Sixty years after making history and setting a world record Armadale resident Carmen Williams was returning to Malaysia to cap off her amazing athletic story.
Ms Williams nee Koelmeyer competed in the 1959, and first South East Asian Peninsular Games held in Bangkok.
She won gold in the 100m sprint, silver in the 200m and bronze in the long jump.
After retirement she moved to WA and left her professional athletic career behind but the love of adrenaline has never left her.
Ms Williams has breathed new life into those memories with her decision to donate her gear consisting of shoes, bag and uniforms to the National Museum of Malaysia.
“It’s in my blood, I’ll always be a sprinter even if I’m not sprinting,” she said.
“I still stay healthy and active, I even still get in trouble with my husband for taking off at traffic lights too fast.”
Ms Williams started running as a 13-year-old in what was then Malaya, still a country barely out of colonialism.
“Back then there was no gym, there was no clubhouse for us, we were just children, we weren’t allowed in,” she said.
“But we did have a very dedicated coach, his name was Mr Lim Thai Hee.
“School in Malaya would end at 1pm before the hottest part of the day and most children would go home but athletes would have to train.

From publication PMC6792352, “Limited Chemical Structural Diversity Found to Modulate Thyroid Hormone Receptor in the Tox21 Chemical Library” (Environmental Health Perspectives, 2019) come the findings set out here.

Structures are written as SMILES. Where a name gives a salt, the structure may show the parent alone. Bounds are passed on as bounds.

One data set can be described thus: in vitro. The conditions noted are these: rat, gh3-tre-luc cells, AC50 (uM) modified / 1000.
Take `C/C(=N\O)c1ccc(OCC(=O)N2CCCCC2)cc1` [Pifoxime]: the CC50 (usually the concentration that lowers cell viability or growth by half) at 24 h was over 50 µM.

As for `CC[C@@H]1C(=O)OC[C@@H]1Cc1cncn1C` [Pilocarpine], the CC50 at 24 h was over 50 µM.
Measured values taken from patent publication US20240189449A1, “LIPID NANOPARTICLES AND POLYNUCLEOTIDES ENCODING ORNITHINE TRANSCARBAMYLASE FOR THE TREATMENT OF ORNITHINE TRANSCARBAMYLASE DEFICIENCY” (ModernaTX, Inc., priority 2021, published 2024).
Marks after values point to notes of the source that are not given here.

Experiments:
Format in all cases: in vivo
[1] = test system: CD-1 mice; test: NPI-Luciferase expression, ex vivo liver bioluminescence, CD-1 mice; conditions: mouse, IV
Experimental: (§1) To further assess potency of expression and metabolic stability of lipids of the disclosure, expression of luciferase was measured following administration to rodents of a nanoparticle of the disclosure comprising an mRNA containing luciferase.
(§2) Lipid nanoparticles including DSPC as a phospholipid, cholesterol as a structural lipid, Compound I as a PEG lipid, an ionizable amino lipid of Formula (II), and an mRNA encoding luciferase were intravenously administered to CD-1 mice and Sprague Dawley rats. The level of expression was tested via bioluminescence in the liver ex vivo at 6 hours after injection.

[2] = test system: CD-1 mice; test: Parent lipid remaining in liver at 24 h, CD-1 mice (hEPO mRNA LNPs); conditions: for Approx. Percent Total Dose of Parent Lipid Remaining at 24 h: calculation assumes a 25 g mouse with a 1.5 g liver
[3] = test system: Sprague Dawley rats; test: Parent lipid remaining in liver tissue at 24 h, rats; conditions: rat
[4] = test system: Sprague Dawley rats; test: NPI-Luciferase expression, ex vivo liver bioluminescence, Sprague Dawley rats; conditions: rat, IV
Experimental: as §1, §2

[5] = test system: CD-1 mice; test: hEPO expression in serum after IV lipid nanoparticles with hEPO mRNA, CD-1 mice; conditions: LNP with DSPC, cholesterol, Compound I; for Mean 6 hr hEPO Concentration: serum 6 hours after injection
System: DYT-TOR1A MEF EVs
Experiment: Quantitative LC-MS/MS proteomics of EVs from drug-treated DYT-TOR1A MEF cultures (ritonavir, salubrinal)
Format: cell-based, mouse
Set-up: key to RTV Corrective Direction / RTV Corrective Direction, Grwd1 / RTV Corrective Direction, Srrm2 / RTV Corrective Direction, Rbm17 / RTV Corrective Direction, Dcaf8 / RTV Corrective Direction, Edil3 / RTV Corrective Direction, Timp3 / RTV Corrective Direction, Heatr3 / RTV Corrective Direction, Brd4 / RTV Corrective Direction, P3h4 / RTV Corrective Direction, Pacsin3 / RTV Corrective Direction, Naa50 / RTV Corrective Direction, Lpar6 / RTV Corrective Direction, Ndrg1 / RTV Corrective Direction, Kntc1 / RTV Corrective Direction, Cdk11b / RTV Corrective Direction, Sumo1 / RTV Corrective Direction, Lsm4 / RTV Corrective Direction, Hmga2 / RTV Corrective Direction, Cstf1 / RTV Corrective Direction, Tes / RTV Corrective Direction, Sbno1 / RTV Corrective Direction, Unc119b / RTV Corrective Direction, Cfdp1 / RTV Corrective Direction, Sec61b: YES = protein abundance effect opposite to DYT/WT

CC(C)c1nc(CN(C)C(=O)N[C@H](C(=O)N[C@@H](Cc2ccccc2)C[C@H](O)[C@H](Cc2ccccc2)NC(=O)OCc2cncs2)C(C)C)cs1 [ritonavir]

“So from 2.30pm I would take my old-fashioned bike and ride through the heat to the track.
“It was a long and tiring ride but I was devoted, I just wanted to run.”
Ms Williams went on to have a stellar amateur career through the 1950s, travelling to places like Hong Kong, Manila and Kowloon to compete in the Asian Games.
It eventually led to her stepping up to the top podium at the first South East Asian Peninsular Games with the relatively new Malaysian National Anthem playing in the background.
“It was such an amazing experience to be there,” she said.
“Just to have all of these countries come together and to be able to represent your own in that way, I felt so proud.
“I am five foot three inches but at that moment I felt nine feet tall. “
It was the greatest moment in Ms Williams’ professional career but also the last.
“I knew I was done after that race,” she said.
“I’d had enough and I wanted to end on a high, I didn’t want to get beaten really but I knew I had to move on at that point as well.”
Ms Williams made the decision to donate her gear after a visit to her old home country.
“All this gear, it has basically just been sitting in the chest in my living room for years now,” she said.
“I thought, ‘Wouldn’t it be better if all of it went back to Kuala Lumpur where it would be in the place where I set the record?’
“So the last time I went back to Kuala Lumpur to see family I visited the museum and asked them if they would be interested in having it.
“They were very interested so that’s where it’s all going now.”
Ms Williams, despite the fond memories, has no problems letting go of the gear either.
“You know, I’m not using any of it here so it may as well go somewhere where people can see it,” she said.
“Especially younger people.
“If I can inspire other people to run, all the better.”